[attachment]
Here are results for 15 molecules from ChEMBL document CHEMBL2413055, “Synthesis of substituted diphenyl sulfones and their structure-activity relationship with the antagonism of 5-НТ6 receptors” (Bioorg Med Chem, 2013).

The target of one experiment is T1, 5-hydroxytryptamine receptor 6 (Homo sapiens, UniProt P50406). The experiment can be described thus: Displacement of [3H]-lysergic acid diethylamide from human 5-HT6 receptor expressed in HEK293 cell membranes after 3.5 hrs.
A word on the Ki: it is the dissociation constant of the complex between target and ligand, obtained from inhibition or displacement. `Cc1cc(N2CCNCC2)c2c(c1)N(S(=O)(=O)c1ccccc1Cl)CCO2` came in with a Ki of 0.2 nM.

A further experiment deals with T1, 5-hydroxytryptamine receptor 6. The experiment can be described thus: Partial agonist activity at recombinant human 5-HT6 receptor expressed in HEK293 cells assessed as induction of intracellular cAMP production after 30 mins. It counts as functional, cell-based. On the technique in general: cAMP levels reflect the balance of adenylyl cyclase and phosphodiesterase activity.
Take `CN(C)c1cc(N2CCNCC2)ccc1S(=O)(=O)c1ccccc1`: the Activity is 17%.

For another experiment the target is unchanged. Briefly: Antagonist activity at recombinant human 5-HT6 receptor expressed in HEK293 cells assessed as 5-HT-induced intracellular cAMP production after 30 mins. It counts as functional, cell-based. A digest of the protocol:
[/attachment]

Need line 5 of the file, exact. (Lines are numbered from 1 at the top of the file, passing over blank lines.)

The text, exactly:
Take `CN(C)c1cc(N2CCNCC2)ccc1S(=O)(=O)c1ccccc1`: the Activity is 17%.